Global Hunger Index 2018 UPSC Mind Map – India GHI 2018 Performance -According to the Global Hunger Index 2018, at least one in five Indian children under the age of five are wasted, which means they have extremely low weight for their height, reflecting acute under-nutrition.
- This year’s Global Hunger Index reveals a distressing gap between the current rate of progress in the fight against hunger and undernutrition and the rate of progress needed to eliminate hunger and alleviate human suffering.
- The 2018 Global Hunger Index – published jointly by Concern Worldwide and Welthungerhilfe – tracks the state of hunger worldwide and spotlights those places where action to address hunger is most urgently needed.
Global Hunger Index 2018 Mind Map -Global Hunger Index 2018 India Ranking
Key facts and figures of Global Hunger Index 2018
- In the countries included in the GHI, the share of the undernourished population stood at 12.3 percent in 2015–2017, down from 17.6 percent in 1999–2001.
- 27.9 percent children under five years of age were stunted based on data from 2013–2017, down from 37.1 percent in 1998–2002.
- 9.3 percent children under-5 years were wasted, slightly down from 9.7 percent in 1998–2002.
- The under-five mortality rate was 4.2 percent as of 2016, down from 8.1 percent in 2000.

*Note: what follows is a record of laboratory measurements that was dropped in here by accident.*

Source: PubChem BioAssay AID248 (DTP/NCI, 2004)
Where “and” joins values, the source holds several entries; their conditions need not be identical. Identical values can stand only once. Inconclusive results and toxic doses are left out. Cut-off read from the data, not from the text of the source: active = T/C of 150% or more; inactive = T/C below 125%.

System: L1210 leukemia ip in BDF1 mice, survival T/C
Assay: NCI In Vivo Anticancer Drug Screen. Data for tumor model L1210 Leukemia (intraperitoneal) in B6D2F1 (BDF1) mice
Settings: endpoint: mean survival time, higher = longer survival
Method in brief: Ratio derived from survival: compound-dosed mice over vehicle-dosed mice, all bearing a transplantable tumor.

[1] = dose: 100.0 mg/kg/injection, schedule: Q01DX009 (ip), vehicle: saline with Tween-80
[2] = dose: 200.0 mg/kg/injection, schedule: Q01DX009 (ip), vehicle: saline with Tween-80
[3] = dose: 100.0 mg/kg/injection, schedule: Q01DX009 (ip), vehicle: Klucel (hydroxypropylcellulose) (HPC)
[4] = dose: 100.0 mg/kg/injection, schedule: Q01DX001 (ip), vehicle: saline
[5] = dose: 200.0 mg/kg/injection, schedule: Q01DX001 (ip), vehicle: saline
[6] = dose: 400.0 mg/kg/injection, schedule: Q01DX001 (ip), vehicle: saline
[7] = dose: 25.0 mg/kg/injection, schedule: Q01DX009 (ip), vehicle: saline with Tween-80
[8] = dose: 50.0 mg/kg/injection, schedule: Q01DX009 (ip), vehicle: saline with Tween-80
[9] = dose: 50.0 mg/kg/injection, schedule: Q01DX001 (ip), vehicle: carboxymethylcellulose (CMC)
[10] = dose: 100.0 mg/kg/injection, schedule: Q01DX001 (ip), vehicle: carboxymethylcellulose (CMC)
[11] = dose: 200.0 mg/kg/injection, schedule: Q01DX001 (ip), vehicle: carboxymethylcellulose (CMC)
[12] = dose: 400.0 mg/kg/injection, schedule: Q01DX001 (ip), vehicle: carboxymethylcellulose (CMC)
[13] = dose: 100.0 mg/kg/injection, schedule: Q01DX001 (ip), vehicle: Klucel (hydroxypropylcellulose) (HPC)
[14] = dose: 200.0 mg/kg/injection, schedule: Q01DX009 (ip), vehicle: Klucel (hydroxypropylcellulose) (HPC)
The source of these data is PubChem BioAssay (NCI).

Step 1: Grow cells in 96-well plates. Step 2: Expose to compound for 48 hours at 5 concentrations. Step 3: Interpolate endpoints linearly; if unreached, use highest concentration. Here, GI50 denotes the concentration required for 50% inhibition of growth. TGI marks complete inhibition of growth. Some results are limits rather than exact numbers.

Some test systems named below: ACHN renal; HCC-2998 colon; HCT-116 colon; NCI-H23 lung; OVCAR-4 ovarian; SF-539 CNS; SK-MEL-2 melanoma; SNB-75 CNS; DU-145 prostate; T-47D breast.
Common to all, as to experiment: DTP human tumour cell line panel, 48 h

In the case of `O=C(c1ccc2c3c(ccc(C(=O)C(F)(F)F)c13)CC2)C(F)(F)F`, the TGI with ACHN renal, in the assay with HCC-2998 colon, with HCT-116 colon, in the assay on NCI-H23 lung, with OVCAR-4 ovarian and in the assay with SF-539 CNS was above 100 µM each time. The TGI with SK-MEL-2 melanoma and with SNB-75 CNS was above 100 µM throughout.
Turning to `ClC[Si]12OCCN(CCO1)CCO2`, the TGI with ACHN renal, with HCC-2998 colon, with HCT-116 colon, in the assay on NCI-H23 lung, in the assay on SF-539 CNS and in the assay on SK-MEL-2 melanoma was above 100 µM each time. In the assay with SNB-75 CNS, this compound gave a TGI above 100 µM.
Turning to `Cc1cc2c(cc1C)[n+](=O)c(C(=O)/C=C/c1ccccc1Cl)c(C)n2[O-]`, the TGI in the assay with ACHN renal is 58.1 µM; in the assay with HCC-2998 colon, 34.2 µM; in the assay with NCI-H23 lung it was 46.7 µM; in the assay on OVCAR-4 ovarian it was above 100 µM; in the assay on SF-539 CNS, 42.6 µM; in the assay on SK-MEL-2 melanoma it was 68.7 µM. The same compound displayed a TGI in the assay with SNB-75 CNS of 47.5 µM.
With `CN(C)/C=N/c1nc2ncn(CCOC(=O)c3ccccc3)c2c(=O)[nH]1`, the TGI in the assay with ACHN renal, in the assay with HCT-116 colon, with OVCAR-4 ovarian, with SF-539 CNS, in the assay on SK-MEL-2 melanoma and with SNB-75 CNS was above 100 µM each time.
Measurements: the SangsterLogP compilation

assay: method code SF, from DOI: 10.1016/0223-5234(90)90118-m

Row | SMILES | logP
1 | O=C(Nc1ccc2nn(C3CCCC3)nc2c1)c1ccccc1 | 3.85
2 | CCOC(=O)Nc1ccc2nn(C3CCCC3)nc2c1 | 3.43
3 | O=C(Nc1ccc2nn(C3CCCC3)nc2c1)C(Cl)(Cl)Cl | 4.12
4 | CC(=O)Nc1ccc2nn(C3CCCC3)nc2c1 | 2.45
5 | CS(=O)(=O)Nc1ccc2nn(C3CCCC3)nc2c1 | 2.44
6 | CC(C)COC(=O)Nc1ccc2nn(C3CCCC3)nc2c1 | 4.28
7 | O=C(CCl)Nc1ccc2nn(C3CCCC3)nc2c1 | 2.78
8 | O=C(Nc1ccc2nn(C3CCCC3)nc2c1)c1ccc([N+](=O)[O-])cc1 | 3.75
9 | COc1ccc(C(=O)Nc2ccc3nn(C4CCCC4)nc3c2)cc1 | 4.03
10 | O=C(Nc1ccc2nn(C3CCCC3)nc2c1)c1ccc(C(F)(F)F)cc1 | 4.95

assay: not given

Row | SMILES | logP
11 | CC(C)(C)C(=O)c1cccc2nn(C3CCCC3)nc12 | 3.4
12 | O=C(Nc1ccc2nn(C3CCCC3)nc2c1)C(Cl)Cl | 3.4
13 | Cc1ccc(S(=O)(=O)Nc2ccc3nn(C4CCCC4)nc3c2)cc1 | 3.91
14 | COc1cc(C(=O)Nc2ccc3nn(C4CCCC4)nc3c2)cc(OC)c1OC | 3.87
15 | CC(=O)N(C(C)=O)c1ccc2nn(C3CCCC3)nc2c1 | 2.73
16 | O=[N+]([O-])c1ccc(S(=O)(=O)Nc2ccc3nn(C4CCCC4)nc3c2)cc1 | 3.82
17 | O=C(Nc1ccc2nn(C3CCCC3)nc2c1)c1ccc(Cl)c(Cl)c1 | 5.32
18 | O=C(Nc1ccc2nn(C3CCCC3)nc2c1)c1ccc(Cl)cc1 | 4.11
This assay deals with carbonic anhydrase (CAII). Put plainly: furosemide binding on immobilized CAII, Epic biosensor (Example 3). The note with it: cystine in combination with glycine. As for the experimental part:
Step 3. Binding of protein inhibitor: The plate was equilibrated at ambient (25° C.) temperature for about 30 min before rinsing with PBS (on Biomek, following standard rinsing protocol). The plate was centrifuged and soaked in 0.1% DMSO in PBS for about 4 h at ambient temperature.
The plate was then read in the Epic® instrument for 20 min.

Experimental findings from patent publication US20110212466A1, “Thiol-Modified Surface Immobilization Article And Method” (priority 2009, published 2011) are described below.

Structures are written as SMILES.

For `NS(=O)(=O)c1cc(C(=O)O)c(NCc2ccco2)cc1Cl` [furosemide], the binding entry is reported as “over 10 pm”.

The Four Main Indicators Used For Global hunger Index 2018
- The first indicator is undernourishment, which is the share of the population which is undernourished and reflects insufficient caloric intake.
The next three indicators use data for children under five:
- Child wasting (low weight for height), reflecting acute under-nutrition;
- child stunting (low height for age), reflecting chronic under-nutrition
- child mortality.
India has shown improvement in three of the indicators over the comparable reference years.
- The percentage of undernourished people in the population has dropped from 18.2% in 2000 to 14.8% in 2018.
- The child mortality rate has halved from 9.2% to 4.3%, while child stunting has dropped from 54.2% to 38.4% over the same period.
However, the prevalence of child wasting has actually worsened in comparison to previous reference years. It stood at 17.1% in 2000, and increased to 20% in 2005. In 2018, it stands at 21%. South Sudan’s child wasting prevalence is at 28%.
Child wasting is high across South Asia, constituting a “critical public health emergency”, according to UN organisations. The report notes that wasting rates are highest for infants aged 0 to 5 months, suggesting that attention to birth outcomes and breastfeeding is important.
India Ranking In Last Five years In Global Hunger Index
- 2014 – 55
- 2015 – 80
- 2016 – 97
- 2017 – 100
- 2018 – 103